Monday, October 22, 2007

Franke and Grenz, Beyond Foundationalism

John Franke and the late Stanley Grenz are leading evangelical voices for a postfoundational theological method. In the first few chapters of their book they give an overview of the epistemological landscape and then lay out their proposal for doing theology in our postmodern matrix.

It’s clear that Franke and Grenz side with postmodernity regarding the demise of foundationalism. They do not, however, really explain why foundationalism is insufficient. (In fact, most scholars I’ve been reading don’t really explain why foundationalism is bankrupt; it’s starting to make me suspicious.) In their discussion, Franke and Grenz define foundationalism in the following way,
In its broadest sense, foundationalism is merely the acknowledgement of the seemingly obvious observation that not all beliefs we hold (or assertions we formulate) are on the same level, but that some beliefs (or assertions) anchor others. Stated in the opposite manner, certain of our beliefs (or assertions) receive their support form other beliefs (or assertions) that are more “basic” or “foundational.”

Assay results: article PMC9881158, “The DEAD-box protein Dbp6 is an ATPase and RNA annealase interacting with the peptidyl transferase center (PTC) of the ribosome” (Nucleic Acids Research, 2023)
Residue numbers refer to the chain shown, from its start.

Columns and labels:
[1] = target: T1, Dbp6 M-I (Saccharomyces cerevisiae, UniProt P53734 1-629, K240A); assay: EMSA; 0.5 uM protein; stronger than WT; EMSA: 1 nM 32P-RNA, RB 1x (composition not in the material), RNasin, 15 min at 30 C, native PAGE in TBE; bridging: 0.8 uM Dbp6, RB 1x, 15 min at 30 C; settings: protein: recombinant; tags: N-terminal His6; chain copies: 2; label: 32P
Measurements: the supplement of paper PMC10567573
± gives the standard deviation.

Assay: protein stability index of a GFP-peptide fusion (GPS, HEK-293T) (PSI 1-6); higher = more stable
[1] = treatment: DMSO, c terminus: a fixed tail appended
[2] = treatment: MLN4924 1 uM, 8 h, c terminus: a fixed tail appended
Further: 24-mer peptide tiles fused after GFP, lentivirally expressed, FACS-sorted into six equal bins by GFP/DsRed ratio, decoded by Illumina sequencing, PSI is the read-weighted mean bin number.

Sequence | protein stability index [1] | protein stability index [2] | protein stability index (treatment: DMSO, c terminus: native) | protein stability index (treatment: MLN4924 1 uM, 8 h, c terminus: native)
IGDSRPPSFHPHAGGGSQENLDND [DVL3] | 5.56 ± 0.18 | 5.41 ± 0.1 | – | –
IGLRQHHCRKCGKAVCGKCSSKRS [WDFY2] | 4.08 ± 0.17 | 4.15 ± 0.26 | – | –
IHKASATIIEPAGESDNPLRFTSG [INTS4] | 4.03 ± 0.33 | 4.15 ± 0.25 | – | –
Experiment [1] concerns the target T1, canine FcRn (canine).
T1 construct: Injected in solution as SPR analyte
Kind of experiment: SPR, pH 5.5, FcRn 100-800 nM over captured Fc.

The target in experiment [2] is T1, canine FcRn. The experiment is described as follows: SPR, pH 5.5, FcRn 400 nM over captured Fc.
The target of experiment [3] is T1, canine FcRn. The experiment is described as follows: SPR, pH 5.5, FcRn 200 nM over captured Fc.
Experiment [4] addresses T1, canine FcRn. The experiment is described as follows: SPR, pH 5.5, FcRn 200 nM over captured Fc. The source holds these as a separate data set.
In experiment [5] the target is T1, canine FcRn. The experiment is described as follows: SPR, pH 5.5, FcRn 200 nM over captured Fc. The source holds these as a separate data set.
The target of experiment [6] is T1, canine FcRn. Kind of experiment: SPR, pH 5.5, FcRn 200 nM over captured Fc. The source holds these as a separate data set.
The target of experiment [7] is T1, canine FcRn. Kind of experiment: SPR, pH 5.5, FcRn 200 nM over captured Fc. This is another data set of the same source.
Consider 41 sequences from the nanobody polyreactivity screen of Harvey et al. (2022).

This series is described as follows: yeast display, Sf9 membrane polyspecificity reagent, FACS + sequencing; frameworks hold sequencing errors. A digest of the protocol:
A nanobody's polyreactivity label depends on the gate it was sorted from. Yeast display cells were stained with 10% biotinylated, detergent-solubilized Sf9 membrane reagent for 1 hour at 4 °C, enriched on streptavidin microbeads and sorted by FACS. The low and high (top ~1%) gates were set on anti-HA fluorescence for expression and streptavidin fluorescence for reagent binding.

Franke and Grenz go on to acknowledge, “Defined in this manner, nearly every thinker is in some sense a foundationalist.” And quite frankly, I can’t imagine it otherwise. While it is certainly true that classical foundationalism was unduly optimistic in its ability to construct an impeachable epistemic structure, it’s not clear to me why less ambitious forms of foundationalism are inadequate. Franke and Grenz acknowledge soft foundationalism, but then quickly and summarily dismiss it along with classical foundationalism. But why?

Franke and Grenz don't provide much explanation for why they reject soft foundationalism. This is unfortunate given the number of evangelical scholars who are adopting more modest forms of foundationalism. David Clark, for instance, argues for a form of soft foundationalism that avoids the epistemic hubris of its classical counterpart and yet allows us to speak meaningfully about truth outside of ourselves. But there’s the rub, isn’t it? Generally speaking, postfoundational thinkers also reject metaphysical realism. They don’t think we can speak meaningfully about truth outside of ourselves.

Beyond classical foundationalism is one thing; beyond realism is quite another.

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